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9. Let Over Lambda by Doug Hoyte
Product Description Let Over Lambda is one of the most hardcore computer programming books out there. Starting with the fundamentals, it describes the most advanced features of the most advanced language: Common Lisp. Only the top percentile of programmers use lisp and if you can understand this book you are in the top percentile of lisp programmers. If you are looking for a dry coding manual that rehashes commonsense techniques in whatever langue du jour, this book is not for you. This book is about pushing the boundaries of what we know about programming. While this book teaches useful skills that can help solve your programming problems today and now, it has also been designed to be entertaining and inspiring. If you have ever wondered what lisp or even programming itself is really about, this is the book you have been looking for.
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10. Learn You a Haskell for Great Good!: A Beginner's Guide by Miran Lipovaca
Product Description It's all in the name: Learn You a Haskell for Great Good! is a hilarious, illustrated guide to this complex functional language. Packed with the author's original artwork, pop culture references, and most importantly, useful example code, this book teaches functional fundamentals in a way you never thought possible. You'll start with the kid stuff: basic syntax, recursion, types and type classes. Then once you've got the basics down, the real black belt masterclass begins: you'll learn to use applicative functors, monads, zippers, and all the other mythical Haskell constructs you've only read about in storybooks. As you work your way through the author's imaginative (and occasionally insane) examples, you'll learn to:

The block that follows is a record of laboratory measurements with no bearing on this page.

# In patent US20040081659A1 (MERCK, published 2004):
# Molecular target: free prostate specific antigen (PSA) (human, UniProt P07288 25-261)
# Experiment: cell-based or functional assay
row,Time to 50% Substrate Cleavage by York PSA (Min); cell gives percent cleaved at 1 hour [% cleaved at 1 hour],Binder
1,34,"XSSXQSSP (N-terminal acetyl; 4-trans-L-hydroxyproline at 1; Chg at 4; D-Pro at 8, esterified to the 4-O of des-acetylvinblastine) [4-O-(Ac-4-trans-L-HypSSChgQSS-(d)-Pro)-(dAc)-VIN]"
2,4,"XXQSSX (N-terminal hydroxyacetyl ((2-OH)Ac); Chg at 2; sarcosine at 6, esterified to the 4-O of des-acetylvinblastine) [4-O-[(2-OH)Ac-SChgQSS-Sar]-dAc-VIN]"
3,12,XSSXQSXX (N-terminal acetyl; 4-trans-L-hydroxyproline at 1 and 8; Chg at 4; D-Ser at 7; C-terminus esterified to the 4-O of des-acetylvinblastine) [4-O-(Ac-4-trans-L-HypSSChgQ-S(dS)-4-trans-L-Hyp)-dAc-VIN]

Short of eating the author's brain, you will not find a better way to learn this powerful language than reading Learn You a Haskell for Great Good! Excerpt from the Introduction Haskell is fun, and that’s what it’s all about! This book is aimed at people who have experience programming in imperative languages—such as C++, Java, and Python—and now want to try out Haskell. But even if you don’t have any significant programming experience, I’ll bet a smart person like you will be able to follow along and learn Haskell. My first reaction to Haskell was that the language was just too weird. But after getting over that initial hurdle, it was smooth sailing. Even if Haskell seems strange to you at first, don’t give up. Learning Haskell is almost like learning to program for the first time all over again. It’s fun, and it forces you to think differently. NOTE So, What's Haskell? Haskell is a purely functional programming language. In imperative programming languages, you give the computer a sequence of tasks, which it then executes. While executing them, the computer can change state. For instance, you can set the variable a to 5 and then do some stuff that might change the value of a. There are also flowcontrol structures for executing instructions several times, such as for and while loops. Purely functional programming is different. You don’t tell the computer what to do—you tell it what stuff is. For instance, you can tell the computer that the factorial of a number is the product of every integer from 1 to that number or that the sum of a list of numbers is the first number plus the sum of the remaining numbers. You can express both of these operations as functions. > Read the Introduction (PDF) in its entirety.
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Similar Items: 1. An Introduction to Functional Programming Through Lambda Calculus (Dover Books on Mathematics) 2. Real World Haskell 3. Purely Functional Data Structures 4. Programming in Haskell 5. Learn You Some Erlang for Great Good!: A Beginner's Guide 6. Parallel and Concurrent Programming in Haskell: Techniques for Multicore and Multithreaded Programming 7. Structure and Interpretation of Computer Programs  2nd Edition (MIT Electrical Engineering and Computer Science) 8. Clojure for the Brave and True: Learn the Ultimate Language and Become a Better Programmer 9. Haskell: The Craft of Functional Programming (3rd Edition) (International Computer Science Series) 10. Types and Programming Languages (MIT Press) .